Some facts about Abe's move to raise Japan's sales tax
Agence France-Presse in Tokyo
Japanese Prime Minister Shinzo Abe announced a rise in the sales tax to 8 per cent in April from 5 per cent, in what is being seen as a key step on the road to reforming the economy.
Here are some key facts about the levy.
Q: Why does Japan need to increase the sales tax?
A: The economy grew furiously for decades until a stocks and property bubble burst around 1990. Successive governments launched round after round of pump-priming that did little other than increase debt.
That, combined with a rapidly ageing society in which a shrinking number of taxpayers are funding the welfare costs of a growing number of pensioners, has left Japan with an eye-watering one quadrillion yen (HK$79 trillion) in IOUs – twice the size of gross domestic product.
By comparison, the United States and Britain owe 109 per cent of their respective GDPs, Italy is in hock for 144 per cent and troubled Greece owes 184 per cent.
The difference is that Japan owes its money to forgiving domestic savers, who have not exacted the pound of flesh international creditors have demanded from the euro zone’s more troubled economies.
However, economists agree that it has to prevent this debt mountain growing, and putting up taxes is the only surefire way of doing that.
Q: How much extra money will the government get?
A: The government estimates the rise will generate an extra 8 trillion yen per year. However, it plans to use the lion’s share of this – 5 trillion yen – in the first year on stimulus, to try to mitigate the impact of the tax.
Plans include benefits for low-income earners and corporate incentives to boost investment. Abe is also expected to pledge an outright corporate tax cut.
Students of history say these figures are overly optimistic. They point to the previous sales tax hike in 1997, when Japan’s overall levy fell by more than 4 trillion yen as the ensuing economic slump slashed Tokyo’s revenues.
And, they say, even if the figures are accurate, the tax take will not be enough to shrink the debt pile; it will only reduce the speed at which it grows.
Q: What are the risks of the rise?
A: Firstly, there’s the danger that it will crush a fragile consumer recovery that has sprouted over recent months. That would badly derail Abe’s plans to fix the economy.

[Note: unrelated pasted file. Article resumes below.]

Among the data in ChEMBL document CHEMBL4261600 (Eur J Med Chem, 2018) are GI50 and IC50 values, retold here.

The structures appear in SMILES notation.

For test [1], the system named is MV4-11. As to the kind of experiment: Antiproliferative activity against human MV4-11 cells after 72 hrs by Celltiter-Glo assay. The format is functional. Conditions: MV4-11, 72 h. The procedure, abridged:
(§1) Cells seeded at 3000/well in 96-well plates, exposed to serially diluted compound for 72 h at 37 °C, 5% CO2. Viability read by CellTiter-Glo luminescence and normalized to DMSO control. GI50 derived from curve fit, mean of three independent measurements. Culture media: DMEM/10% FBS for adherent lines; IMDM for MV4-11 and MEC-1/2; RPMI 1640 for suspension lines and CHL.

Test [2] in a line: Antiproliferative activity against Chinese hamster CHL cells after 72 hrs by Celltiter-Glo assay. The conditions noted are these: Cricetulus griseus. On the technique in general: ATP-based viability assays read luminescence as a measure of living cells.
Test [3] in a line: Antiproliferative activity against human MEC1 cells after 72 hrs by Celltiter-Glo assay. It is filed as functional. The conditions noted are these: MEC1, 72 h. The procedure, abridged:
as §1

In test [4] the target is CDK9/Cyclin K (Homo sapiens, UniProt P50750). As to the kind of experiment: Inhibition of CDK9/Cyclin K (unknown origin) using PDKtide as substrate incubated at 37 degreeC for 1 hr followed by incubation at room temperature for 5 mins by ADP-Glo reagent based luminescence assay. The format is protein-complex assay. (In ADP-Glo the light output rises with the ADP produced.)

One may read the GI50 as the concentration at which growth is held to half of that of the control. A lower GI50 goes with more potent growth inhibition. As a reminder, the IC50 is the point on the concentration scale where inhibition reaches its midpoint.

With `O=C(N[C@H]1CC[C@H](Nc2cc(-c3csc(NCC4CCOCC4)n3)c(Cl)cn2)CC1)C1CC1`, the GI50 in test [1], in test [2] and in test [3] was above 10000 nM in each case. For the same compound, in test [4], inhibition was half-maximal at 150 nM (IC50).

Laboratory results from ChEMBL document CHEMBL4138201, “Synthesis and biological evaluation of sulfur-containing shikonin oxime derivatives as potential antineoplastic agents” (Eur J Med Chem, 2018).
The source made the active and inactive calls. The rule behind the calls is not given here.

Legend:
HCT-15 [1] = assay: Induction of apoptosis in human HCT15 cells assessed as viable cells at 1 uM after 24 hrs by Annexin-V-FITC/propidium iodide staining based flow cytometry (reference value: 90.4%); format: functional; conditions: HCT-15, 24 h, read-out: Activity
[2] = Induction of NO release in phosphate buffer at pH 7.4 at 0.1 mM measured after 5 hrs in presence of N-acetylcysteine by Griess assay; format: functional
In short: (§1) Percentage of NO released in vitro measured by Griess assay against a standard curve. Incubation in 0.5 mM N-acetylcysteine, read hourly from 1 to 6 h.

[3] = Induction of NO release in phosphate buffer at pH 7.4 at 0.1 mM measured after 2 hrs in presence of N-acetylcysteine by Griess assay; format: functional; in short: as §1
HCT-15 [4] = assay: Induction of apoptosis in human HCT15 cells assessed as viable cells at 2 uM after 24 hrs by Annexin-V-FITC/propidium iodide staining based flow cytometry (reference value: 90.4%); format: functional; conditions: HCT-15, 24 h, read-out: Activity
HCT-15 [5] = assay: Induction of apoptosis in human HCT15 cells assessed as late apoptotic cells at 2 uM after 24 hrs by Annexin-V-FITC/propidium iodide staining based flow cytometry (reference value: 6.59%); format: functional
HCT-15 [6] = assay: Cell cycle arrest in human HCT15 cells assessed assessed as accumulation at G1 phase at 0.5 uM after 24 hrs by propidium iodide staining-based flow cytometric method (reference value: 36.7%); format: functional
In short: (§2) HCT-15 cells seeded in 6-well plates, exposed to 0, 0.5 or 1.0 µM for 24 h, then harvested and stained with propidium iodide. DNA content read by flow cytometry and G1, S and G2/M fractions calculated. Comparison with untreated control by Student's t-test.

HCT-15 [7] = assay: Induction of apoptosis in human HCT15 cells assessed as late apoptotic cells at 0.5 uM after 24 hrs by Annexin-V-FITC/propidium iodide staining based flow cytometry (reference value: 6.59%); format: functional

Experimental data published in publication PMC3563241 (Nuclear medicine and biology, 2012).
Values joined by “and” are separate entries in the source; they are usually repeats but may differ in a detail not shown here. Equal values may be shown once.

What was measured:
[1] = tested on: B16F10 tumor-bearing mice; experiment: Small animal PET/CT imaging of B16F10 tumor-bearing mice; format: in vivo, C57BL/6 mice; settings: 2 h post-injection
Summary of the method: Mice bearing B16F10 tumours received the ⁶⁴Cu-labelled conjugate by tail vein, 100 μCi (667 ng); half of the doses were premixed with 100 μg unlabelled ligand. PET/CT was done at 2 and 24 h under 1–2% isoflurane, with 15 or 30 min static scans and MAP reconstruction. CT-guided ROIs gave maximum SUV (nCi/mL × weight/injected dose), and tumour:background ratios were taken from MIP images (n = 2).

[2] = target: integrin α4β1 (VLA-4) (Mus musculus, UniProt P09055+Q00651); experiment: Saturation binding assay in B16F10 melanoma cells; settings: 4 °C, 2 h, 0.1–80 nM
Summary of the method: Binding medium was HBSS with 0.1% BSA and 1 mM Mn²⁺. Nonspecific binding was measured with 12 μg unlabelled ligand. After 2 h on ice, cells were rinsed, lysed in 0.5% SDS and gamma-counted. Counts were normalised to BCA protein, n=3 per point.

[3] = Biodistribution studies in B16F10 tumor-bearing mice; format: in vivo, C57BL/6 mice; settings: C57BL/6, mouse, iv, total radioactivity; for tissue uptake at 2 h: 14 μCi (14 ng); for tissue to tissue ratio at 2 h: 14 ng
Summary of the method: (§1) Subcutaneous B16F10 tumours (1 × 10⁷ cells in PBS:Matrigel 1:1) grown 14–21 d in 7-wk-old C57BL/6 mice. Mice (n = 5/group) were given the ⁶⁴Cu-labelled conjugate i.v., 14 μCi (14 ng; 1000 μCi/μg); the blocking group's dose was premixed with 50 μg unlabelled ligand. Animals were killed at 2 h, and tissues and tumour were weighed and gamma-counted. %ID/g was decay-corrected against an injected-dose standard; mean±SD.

Secondly, there’s the risk all politicians face when they ask voters to pay more tax, and precedent is not in Abe’s favour.
Two months after then-prime minister Noboru Takeshita ushered in Japan’s first-ever sales tax – a modest 3.0 per cent – in April 1989, he was forced to resign amid plunging popular support and a separate corruption scandal. His successor then got a walloping in national elections.
Ryutaro Hashimoto quit as premier after his party lost landslide 1998 polls amid a public outcry over an increase in the tax to 5 per cent a year earlier, which was widely blamed for helping snuff out a fledgling economic recovery.
Abe is lucky in that his immediate predecessor, Yoshihiko Noda, did the legwork getting the law through parliament in a political suicide mission that played its part in him being booted from office last year.
Abe may just take Noda’s glory – but only if the Japanese economy survives the rise in the levy.
Q: What will happen next?
A: A further rise to 10 per cent by 2015 is written into Noda’s hard-won legislation, although there are caveats. Some of Abe’s economic advisers are cautioning against any further rise, saying stopping deflation is a top priority.
Abe’s popularity and the modest successes he has had so far in reawakening Japan’s slumbering economy – it grew at an annualised rate of 3.8 per cent in the second quarter – have given him a little bit of insulation.
And proponents point out that even at the elevated rate, Japan’s shoppers will still pay a lot less than their European counterparts, who commonly fork out 20 per cent for value added tax.
However, knowing you pay less than someone else is scant consolation when you get to the supermarket checkout, and unless they see results, Japan’s voters could turn on Abe.